When the Brodys' canine guardian Buddy is catnapped, a new protector must been put in the old bloodhound's place to make sure the family is safe and unaware of any danger. Circumstance pushes a cute beagle pup into their household and the little guy soon learns of the evil feline plan. He is recruited by doggie secret agent Butch (Alec Baldwin) and undergoes an intensive course of training to fulfill his mission - protect the formula and the family. When the Brody son, Scotty (Alexander Pollock), rejects the puppy, calling him "Loser," or "Lou" for short, it becomes the little dog's additional mission to become the boy's best friend.
This all sounds like a great idea - on paper, at least. Talking cats and dogs, high-tech special F/X and a story concept that seems like a real winner should make this a good, if not great, kids' movie. It isn't and fails, miserably, in bringing any life to the wooden, unfunny screenplay by John Requa and Glenn Ficarra. The elements of a successful film are there, but the unentertaining story that should bring the animals and the F/X together falls flat on its face. What we get is a routine fantasy with bad kitties trying to take over the world and the good doggies out to stop them. Throwing in numerous James Bond references - like an evil Russian Blue cat hurling a knife at Lou, saying it's "from Russia with love," get it? - and lots of high-tech gear like doggie rocket sleds is supposed to make it exciting. Well, maybe for very small kids, but I think not for anyone else.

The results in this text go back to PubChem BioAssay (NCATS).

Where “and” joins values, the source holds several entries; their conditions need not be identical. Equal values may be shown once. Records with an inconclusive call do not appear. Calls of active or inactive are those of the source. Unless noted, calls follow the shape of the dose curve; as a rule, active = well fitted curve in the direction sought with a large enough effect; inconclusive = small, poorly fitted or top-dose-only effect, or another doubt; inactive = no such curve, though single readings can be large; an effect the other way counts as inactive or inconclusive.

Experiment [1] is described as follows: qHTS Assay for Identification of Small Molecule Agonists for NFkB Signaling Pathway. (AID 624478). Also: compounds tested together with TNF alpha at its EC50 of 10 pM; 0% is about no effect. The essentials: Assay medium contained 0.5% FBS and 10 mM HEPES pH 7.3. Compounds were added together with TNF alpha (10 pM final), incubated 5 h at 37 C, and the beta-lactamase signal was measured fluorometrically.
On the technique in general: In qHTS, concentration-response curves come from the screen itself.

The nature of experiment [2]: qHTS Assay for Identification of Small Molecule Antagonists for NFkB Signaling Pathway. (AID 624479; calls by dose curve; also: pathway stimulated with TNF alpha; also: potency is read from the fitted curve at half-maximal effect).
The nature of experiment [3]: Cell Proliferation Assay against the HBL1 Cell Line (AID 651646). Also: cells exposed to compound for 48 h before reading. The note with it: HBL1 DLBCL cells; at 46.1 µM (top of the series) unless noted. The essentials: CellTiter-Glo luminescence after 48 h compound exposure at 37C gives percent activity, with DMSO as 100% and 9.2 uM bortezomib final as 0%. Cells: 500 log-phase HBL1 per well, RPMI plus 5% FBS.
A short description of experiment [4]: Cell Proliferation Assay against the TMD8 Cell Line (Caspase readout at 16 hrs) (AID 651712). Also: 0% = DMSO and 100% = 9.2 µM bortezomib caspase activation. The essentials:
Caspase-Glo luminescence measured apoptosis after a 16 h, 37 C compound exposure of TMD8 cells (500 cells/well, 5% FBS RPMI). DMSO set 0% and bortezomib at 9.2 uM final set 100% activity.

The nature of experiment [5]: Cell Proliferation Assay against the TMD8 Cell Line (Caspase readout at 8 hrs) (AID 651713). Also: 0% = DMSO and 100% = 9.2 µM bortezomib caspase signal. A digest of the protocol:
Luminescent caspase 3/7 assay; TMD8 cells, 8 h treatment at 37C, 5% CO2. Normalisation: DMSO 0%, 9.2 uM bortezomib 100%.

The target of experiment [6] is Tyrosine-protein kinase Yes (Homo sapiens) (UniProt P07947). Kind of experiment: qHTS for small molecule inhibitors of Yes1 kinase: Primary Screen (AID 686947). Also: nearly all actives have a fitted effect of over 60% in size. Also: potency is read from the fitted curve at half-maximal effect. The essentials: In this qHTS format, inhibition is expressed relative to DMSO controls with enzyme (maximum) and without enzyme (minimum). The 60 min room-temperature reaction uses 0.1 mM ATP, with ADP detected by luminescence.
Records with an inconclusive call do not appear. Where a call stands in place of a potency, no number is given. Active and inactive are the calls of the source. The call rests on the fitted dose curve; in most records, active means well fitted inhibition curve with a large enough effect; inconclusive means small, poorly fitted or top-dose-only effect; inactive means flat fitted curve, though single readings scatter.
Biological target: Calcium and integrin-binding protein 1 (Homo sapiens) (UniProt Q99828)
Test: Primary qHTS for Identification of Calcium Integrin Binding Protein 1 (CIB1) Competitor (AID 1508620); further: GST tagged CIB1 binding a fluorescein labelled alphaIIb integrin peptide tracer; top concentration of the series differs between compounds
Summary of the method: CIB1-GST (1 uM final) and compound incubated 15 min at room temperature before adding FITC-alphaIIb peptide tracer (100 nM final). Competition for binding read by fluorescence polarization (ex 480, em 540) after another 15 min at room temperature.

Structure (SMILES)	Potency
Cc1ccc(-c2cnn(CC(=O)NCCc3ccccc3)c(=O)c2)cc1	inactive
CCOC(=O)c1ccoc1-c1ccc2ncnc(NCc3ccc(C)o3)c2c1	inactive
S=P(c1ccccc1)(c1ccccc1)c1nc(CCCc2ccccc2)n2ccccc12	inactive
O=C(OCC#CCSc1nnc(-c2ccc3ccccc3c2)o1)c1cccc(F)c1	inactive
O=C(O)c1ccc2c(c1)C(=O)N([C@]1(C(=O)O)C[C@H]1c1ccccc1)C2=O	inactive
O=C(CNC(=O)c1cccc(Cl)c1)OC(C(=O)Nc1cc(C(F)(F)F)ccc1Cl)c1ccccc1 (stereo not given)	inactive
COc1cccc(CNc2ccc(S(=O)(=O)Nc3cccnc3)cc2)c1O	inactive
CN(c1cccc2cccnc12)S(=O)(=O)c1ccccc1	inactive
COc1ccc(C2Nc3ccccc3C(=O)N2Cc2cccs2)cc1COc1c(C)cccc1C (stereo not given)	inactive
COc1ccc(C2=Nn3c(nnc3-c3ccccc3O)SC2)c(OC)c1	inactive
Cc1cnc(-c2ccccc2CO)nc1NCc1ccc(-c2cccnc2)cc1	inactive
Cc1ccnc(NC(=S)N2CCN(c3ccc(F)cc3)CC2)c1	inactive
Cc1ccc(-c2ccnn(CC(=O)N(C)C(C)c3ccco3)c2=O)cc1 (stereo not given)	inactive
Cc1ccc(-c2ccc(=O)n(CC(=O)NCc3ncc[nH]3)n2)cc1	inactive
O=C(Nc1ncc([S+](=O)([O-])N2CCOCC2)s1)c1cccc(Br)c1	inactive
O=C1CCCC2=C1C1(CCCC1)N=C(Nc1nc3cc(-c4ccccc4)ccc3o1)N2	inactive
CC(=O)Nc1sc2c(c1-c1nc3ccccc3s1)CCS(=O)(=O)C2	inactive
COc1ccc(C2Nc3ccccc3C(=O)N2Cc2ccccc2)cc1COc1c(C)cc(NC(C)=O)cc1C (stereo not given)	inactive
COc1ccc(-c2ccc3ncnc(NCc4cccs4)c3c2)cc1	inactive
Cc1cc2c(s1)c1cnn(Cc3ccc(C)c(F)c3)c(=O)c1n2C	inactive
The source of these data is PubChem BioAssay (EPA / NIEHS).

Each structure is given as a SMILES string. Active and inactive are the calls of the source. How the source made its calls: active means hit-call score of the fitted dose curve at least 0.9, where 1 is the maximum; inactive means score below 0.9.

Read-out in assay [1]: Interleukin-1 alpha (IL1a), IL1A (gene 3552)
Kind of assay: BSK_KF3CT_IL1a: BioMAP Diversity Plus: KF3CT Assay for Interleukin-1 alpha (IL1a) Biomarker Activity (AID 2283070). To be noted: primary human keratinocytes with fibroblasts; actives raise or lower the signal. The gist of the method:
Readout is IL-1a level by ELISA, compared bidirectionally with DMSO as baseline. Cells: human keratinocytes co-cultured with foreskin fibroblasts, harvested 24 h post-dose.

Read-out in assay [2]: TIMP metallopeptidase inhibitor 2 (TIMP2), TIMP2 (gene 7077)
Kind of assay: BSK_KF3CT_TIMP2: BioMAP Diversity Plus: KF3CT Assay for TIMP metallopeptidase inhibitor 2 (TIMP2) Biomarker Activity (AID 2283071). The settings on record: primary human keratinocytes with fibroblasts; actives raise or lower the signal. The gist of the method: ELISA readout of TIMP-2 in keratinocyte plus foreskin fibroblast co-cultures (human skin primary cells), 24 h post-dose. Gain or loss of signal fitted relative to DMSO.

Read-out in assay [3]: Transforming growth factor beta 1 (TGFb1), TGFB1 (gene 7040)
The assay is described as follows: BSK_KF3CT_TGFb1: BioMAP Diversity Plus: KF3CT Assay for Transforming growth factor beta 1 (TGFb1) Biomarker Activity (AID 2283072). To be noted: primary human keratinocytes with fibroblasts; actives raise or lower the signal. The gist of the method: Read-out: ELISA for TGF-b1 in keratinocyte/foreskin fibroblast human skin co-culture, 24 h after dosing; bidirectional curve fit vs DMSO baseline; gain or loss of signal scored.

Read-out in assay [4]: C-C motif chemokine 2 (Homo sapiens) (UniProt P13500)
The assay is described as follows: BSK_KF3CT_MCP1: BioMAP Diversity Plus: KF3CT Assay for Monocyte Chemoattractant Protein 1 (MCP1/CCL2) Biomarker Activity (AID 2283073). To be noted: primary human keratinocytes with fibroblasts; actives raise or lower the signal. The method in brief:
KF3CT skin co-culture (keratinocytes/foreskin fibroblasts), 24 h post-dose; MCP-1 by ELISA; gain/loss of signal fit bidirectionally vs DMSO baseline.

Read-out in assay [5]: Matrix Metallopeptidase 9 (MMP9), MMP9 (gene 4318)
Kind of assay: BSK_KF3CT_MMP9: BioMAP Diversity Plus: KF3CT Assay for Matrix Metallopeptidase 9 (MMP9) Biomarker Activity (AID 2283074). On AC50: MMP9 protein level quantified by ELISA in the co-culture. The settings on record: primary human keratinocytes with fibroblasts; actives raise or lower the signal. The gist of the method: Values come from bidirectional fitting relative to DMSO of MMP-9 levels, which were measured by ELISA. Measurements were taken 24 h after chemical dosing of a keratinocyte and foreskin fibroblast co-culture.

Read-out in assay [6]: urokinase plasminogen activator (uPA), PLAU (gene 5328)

The vocal talents used to give voice to the cats and dogs are okay, but none of them breaths real life into their animal personas. Compare this film, for example, with the much funnier anthropomorphic efforts in the recent "Dr. Dolittle 2," where a few lines by a raccoon with rabies provides more laughs than the entirety of "Cats & Dogs." Toby Maguire is bland as the voice of little Lou. Alec Baldwin gives strength to his vocalization of Butch, but he fights a losing battle. Sean Hayes is more annoying than sinister as the power hungry feline, Mr. Tinkles. Wasted are the vocal efforts of Susan Sarandon, Joe Pantoliano, Michael Clarke Duncan, Jon Lovitz (who should have had a heck of a lot more fun as the toady hench-kitty, Calico) and, especially, Charleton Heston. Live action players Goldblum and Elizabeth Perkins must be told they made a horrible career decision showing up here.
It is unfortunate that the special F/X team, led by Ed Jones and utilizing the talents of Jim Henson's Creature Shop, are saddled with the incredibly lame story. These folks make the animals do the impossible - talk, fly, engage in martial arts and operate a rocket sled - and could have, with a well-written, intelligent story and its execution, made this a fun summer flick. As I have said many times before, special F/X, alone, do not make a movie and even a kiddie pick should have intelligence and wit. "Cats & Dogs" just batters you with the inane and lots of it.
Whoever created the theatrical trailer should be applauded (or disdained) for doing such a great job in making a bad movie look good. Maybe that crew should have made "Cats & Dogs." This is a case of shoot those responsible and forgive the technicians. I give it a D.